In the following sentence, the 'it' in the bold part should refer to Acid Grassland and the 'there' should refer to the 'roughs' (rough areas on a golf course).

"Frighteningly, some of the dangers lie on the Golf Course where there is generally far better management than elsewhere. The roughs support some of the best remaining areas of Acid Grassland but it won’t be long before it is gone there too."

I think it is clear what the sentence means, but is it grammatically correct? The subject in the first clause is the roughs, so simplistically, the 'it' might refer to that.

How does one analyze the sentence and is there a better way of expressing it, if wrong?

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    Everything you wrote is right, and the sentence still takes more than one read to make sure of getting it for sure. There's also another it after but. I'd try this: "Acid Grassland, which before long will be gone there too." Mar 22, 2021 at 14:27
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    The antecedent for it probably exists in a prior sentence: Acid Grassland is diminishing. The roughs support some of the best remaining areas of Acid Grassland, but it won’t be long before it is gone there too. Mar 22, 2021 at 14:36
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    @Lambie: There isn't a proper antecedent for the second it within that sentence. Mar 22, 2021 at 14:53
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    @Lambie: areas would = they Mar 22, 2021 at 15:38
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    @Lambie 'antecedent' has to be actual words, not the idea they convey (however accurately). 'Acid Grassland' (I'm not sure whether some knowledgeable body has awarded such an environment capitalisation) could be the antecedent, as is seen by replacing with 'desert' (and ignoring everything but the grammar involved). Mar 22, 2021 at 17:48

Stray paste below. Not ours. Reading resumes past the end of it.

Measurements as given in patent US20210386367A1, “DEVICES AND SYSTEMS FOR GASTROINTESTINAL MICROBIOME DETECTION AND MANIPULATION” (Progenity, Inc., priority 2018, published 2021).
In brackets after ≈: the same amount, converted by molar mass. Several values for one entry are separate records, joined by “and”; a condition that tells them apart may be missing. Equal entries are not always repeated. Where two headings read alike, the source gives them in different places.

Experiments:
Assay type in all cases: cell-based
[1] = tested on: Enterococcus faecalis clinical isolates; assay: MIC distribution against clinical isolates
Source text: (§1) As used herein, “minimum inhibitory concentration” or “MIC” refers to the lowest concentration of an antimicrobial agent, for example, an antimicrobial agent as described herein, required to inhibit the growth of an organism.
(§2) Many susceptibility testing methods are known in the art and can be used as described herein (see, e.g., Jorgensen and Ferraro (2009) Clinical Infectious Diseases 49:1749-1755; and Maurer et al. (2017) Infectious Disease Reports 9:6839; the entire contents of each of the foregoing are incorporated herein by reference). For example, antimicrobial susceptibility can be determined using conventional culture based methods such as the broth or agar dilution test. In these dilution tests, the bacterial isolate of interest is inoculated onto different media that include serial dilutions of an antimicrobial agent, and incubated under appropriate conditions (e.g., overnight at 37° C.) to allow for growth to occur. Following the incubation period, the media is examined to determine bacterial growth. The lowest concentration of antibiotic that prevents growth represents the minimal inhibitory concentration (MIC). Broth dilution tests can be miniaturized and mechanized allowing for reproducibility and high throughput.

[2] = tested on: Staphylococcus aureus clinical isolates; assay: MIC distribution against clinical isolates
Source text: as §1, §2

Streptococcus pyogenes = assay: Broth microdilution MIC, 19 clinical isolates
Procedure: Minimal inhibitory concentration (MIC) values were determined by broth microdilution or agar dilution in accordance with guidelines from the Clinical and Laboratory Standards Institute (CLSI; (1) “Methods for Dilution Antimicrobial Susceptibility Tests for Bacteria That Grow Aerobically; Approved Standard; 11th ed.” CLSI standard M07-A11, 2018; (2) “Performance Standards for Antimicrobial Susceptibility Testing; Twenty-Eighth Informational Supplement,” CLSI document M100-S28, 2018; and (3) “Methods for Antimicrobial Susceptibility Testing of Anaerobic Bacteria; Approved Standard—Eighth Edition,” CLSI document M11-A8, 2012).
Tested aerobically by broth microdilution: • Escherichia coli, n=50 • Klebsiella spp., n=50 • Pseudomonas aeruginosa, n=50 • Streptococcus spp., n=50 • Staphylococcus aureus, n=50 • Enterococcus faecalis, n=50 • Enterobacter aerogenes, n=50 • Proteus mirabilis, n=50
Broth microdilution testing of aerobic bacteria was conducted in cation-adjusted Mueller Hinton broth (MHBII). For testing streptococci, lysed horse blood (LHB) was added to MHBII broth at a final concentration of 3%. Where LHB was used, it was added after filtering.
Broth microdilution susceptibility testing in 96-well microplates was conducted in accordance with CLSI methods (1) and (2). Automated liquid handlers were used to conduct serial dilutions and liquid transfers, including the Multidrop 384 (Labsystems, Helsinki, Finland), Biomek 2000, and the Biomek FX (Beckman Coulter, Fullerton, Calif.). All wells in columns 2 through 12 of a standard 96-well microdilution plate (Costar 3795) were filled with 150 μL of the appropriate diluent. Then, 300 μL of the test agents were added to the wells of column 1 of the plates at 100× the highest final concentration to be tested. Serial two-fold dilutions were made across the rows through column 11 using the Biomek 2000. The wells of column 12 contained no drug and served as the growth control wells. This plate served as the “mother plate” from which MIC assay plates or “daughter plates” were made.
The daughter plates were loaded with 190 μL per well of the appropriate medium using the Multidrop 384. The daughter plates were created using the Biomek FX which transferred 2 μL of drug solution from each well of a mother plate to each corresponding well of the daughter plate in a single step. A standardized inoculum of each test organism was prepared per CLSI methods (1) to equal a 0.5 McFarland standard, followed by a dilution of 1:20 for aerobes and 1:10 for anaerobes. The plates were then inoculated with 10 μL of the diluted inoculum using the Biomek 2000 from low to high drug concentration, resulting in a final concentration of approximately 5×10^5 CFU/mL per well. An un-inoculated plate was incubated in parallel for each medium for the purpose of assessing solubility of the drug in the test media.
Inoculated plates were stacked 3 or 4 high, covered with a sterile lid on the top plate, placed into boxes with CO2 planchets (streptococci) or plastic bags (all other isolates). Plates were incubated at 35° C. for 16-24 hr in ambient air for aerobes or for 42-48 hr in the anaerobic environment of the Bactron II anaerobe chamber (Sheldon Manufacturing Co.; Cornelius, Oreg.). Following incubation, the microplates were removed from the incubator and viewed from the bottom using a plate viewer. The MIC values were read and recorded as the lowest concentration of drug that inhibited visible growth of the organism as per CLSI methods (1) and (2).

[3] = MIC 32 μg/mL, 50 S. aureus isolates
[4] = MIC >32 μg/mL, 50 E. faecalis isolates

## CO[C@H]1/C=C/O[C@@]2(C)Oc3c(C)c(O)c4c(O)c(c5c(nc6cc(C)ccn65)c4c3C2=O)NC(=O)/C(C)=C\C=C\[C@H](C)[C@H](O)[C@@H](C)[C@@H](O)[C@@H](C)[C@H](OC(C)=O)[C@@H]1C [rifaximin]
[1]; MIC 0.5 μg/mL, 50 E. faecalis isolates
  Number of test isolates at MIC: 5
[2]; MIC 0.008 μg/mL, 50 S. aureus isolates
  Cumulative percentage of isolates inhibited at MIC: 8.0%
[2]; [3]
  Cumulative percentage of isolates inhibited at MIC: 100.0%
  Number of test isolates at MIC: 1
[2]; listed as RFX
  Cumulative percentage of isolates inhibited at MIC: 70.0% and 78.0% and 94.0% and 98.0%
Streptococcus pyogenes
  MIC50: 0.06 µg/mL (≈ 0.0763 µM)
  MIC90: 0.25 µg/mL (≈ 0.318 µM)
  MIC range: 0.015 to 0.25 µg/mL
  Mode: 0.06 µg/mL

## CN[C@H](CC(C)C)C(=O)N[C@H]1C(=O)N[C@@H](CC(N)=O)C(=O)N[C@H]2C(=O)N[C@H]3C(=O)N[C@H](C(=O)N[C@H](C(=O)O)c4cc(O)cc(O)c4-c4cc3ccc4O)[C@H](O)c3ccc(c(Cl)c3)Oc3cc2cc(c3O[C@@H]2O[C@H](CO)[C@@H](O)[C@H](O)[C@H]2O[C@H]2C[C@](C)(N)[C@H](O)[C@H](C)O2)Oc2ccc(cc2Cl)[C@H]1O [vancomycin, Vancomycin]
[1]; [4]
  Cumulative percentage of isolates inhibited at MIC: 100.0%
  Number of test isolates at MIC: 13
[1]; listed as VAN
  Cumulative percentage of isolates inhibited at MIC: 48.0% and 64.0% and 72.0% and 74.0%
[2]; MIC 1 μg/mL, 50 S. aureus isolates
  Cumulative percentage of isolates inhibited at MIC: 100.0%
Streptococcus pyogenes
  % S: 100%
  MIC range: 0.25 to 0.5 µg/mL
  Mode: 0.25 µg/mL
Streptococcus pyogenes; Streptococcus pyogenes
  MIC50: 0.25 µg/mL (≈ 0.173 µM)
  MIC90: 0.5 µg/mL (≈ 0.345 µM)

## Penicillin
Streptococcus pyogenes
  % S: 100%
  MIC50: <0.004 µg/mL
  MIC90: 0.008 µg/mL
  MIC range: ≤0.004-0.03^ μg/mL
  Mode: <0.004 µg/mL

1 Answer 1


It is, as you say, clear what is being said. But I do have doubts about the grammar in one respect. Just as the noun phrase The Roughs (which I have corrects to what I assume is the name of part of the North Downs in Hampshire) is singular and so ought to be the subject of the singular verb supports, so areas <of acid grassland (surely lower case?)>, being plural, should be followed by the plural pronoun they and the plural verb are.

You could easily avoid the main dilemma by concluding:

...acid grassland, which before long will be lost from there also.

Alternatively, if you feel the emphasis of but is too important, and I can see the merit of this,

... but it will not be long before the acid grassland is lost form there also.

If neither of these will do, you can get away '"before it is lost...". It is only pedants like me that will notice, and even I would not have noticed without your drawing my attention to it (or them).

  • The roughs means the rough areas on golf courses, as noted by the OP in the first sentence. No cap, plural agreement: The roughs support . . . Mar 22, 2021 at 17:48
  • @TinfoilHat Ah, of course (pardon the pun). In that case, why would you not replace 'there' with 'these'? I'll delete my answer, which you have read for what it was worth.
    – Tuffy
    Mar 22, 2021 at 17:55
  • Thanks. Both of your alternatives are improvements in readability (though I don't really like the repetition of acid grassland). Mar 22, 2021 at 21:42
  • @ William Morris You're welcome: I'm sure you can think of a better alternative.
    – Tuffy
    Mar 22, 2021 at 23:58

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